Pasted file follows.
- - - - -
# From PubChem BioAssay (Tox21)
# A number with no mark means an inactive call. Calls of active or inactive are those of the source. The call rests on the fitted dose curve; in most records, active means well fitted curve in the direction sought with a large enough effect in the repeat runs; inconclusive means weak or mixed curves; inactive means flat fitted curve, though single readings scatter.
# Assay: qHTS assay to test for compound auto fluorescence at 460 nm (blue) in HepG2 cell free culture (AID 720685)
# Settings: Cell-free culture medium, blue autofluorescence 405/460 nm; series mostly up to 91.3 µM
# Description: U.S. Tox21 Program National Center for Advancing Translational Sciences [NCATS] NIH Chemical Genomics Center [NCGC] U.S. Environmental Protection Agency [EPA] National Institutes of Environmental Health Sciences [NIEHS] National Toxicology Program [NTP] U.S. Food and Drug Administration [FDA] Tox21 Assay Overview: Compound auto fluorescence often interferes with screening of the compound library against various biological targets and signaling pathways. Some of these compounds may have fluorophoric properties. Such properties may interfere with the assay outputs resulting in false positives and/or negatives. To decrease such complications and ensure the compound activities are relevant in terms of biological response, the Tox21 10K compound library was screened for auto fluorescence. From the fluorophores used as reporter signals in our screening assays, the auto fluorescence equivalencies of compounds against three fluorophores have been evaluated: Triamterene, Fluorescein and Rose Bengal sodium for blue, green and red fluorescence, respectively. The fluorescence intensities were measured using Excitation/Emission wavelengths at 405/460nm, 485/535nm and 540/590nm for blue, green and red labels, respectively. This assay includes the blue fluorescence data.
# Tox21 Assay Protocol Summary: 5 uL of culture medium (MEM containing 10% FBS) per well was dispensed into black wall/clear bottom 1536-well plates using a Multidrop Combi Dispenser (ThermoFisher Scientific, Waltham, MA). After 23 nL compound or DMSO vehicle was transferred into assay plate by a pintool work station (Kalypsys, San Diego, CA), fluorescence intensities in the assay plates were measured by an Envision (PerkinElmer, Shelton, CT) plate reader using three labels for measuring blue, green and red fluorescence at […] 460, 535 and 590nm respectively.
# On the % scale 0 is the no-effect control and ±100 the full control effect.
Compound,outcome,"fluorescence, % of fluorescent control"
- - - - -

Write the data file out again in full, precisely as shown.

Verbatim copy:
# From PubChem BioAssay (Tox21)
# A number with no mark means an inactive call. Calls of active or inactive are those of the source. The call rests on the fitted dose curve; in most records, active means well fitted curve in the direction sought with a large enough effect in the repeat runs; inconclusive means weak or mixed curves; inactive means flat fitted curve, though single readings scatter.
# Assay: qHTS assay to test for compound auto fluorescence at 460 nm (blue) in HepG2 cell free culture (AID 720685)
# Settings: Cell-free culture medium, blue autofluorescence 405/460 nm; series mostly up to 91.3 µM
# Description: U.S. Tox21 Program National Center for Advancing Translational Sciences [NCATS] NIH Chemical Genomics Center [NCGC] U.S. Environmental Protection Agency [EPA] National Institutes of Environmental Health Sciences [NIEHS] National Toxicology Program [NTP] U.S. Food and Drug Administration [FDA] Tox21 Assay Overview: Compound auto fluorescence often interferes with screening of the compound library against various biological targets and signaling pathways. Some of these compounds may have fluorophoric properties. Such properties may interfere with the assay outputs resulting in false positives and/or negatives. To decrease such complications and ensure the compound activities are relevant in terms of biological response, the Tox21 10K compound library was screened for auto fluorescence. From the fluorophores used as reporter signals in our screening assays, the auto fluorescence equivalencies of compounds against three fluorophores have been evaluated: Triamterene, Fluorescein and Rose Bengal sodium for blue, green and red fluorescence, respectively. The fluorescence intensities were measured using Excitation/Emission wavelengths at 405/460nm, 485/535nm and 540/590nm for blue, green and red labels, respectively. This assay includes the blue fluorescence data.
# Tox21 Assay Protocol Summary: 5 uL of culture medium (MEM containing 10% FBS) per well was dispensed into black wall/clear bottom 1536-well plates using a Multidrop Combi Dispenser (ThermoFisher Scientific, Waltham, MA). After 23 nL compound or DMSO vehicle was transferred into assay plate by a pintool work station (Kalypsys, San Diego, CA), fluorescence intensities in the assay plates were measured by an Envision (PerkinElmer, Shelton, CT) plate reader using three labels for measuring blue, green and red fluorescence at […] 460, 535 and 590nm respectively.
# On the % scale 0 is the no-effect control and ±100 the full control effect.
Compound,outcome,"fluorescence, % of fluorescent control"